The Gardener Never Gives Up

I’m not much of a gardener. I do not have a green thumb. I do not have a good agricultural sense. In fact, if someone asked me how to produce a good fruit or vegetable my response would not be about how one would grow the desired plant. Instead, I would likely tell them to get up early on a Saturday morning, take some money out of the bank, and head to the nearest farmer’s market. The fruits and vegetables would be there for the picking!

To be honest, Abbi and I did try our hand at growing our own vegetables once. A couple of years ago, in the days before Noah, we decided we wanted a garden. We enlisted the help of some friends who helped us to prepare a plot of land. Now, what we had in mind was a small garden where we could plant a few things. Our friend had a different idea. We ended up with a 30-yard long and 10-yard deep garden.

It was probably too big for two amateur gardeners, but we did our best to produce what vegetables we could. We cleared the weeds and prepared the rows. We planted the seeds and watered the land. We sowed some seed in some good places and some, honestly, in some bad places. Before too long, to my own shock, we ended up with a good crop of three-foot long squash, some tomatoes, and a few beans.

Many of you have more productive experiences with farming and agriculture. You either grew up on the farm or raising some of your own crops in a garden has been a natural part of your family’s life for as long as you can remember. In this way, you are much like the people of Judea during Jesus’ day. Most of the people in Jesus’ time had to survive through some participation in agriculture and growing their own crops. Jesus used these experiences throughout much of his teaching and interactions with the people.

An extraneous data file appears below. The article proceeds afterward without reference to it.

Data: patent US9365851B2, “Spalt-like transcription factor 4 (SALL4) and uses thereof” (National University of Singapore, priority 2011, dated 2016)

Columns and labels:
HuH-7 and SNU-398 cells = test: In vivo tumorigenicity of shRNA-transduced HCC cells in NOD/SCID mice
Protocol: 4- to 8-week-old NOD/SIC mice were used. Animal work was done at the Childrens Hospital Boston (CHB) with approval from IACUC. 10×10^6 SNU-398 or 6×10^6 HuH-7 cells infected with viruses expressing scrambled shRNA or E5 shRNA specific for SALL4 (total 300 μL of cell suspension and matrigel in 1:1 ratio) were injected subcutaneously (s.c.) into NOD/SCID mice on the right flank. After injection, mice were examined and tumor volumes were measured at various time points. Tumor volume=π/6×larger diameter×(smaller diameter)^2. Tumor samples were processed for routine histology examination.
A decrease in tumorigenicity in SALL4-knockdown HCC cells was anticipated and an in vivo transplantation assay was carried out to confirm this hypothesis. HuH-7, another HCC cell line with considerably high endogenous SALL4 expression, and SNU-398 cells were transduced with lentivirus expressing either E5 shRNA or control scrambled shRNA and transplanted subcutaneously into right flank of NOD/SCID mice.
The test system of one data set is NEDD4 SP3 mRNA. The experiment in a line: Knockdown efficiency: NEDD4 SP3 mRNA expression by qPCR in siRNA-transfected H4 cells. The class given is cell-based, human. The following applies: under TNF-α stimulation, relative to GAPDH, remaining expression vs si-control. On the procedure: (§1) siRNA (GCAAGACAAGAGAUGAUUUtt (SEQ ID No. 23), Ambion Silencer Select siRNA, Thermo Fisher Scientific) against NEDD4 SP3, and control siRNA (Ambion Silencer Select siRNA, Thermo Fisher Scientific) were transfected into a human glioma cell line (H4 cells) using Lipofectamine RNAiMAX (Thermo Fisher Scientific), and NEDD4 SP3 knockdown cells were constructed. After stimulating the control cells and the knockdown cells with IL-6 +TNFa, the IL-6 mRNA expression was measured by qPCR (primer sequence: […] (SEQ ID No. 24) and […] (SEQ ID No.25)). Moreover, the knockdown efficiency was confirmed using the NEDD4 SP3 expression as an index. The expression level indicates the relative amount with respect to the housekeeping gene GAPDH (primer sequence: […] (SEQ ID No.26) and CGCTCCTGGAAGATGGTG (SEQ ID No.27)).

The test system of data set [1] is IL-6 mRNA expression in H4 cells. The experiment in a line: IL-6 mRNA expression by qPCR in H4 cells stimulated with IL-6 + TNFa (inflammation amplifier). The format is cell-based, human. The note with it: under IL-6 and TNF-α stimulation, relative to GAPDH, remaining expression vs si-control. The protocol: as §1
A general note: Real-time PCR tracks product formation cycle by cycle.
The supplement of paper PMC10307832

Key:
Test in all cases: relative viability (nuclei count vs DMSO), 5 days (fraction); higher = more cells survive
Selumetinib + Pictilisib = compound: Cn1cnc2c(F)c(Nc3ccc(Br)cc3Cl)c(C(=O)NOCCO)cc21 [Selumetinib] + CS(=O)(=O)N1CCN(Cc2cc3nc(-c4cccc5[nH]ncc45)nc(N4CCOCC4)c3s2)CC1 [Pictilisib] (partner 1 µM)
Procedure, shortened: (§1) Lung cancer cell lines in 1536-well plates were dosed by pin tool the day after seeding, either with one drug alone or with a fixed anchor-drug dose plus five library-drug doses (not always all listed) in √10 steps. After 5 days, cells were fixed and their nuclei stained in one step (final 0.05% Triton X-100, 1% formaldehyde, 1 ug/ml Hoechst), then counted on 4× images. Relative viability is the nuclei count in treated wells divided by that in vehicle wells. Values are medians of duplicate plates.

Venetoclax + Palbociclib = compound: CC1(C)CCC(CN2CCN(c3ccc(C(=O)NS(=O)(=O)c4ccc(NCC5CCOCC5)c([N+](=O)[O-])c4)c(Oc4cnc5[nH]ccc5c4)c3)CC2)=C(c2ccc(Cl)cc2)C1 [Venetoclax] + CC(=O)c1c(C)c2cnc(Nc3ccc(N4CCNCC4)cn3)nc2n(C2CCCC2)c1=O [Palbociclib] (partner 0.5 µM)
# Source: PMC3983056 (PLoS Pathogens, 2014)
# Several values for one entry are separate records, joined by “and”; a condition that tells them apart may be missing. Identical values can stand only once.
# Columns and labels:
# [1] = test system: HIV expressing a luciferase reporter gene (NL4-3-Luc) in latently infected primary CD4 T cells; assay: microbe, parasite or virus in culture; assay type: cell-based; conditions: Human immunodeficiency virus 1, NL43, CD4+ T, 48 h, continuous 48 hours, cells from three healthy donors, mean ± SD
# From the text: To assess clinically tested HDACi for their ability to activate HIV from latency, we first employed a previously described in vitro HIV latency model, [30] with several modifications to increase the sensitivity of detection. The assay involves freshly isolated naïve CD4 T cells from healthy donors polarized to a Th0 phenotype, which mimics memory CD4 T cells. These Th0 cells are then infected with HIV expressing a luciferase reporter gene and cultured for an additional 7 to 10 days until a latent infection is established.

That is especially the case in our passage for this morning from Matthew 13:1-9, 18-23. Jesus makes use of the agricultural background that many hand in order to teach this familiar tale of the parable of sower. As the story goes, Jesus says that a sower, himself, goes out into the field to plant a seed. Some of the seed was planted along a footpath and was quickly eaten by the birds. Another seed was planted in rocky soil and could not survive. Same was the case for the seed planted among the thorn. However, the seed that was planted in the good soil produced a rich harvest of fruit.

Our familiarity with this passage often leads us to focus specifically on that last seed and what it teaching us regarding faithful living. This seed reminds us to allow the seed God plants in our hearts to be the catalyst for transformation in our lives that leads to fruitful lives and ministries. Sometimes, though, I wonder if our familiarity with the passage prevents us from something that Jesus may be saying to the people then and to us today. What if there was something more for us in this parable of the sower than just a recitation of the common refrain of producing good fruit?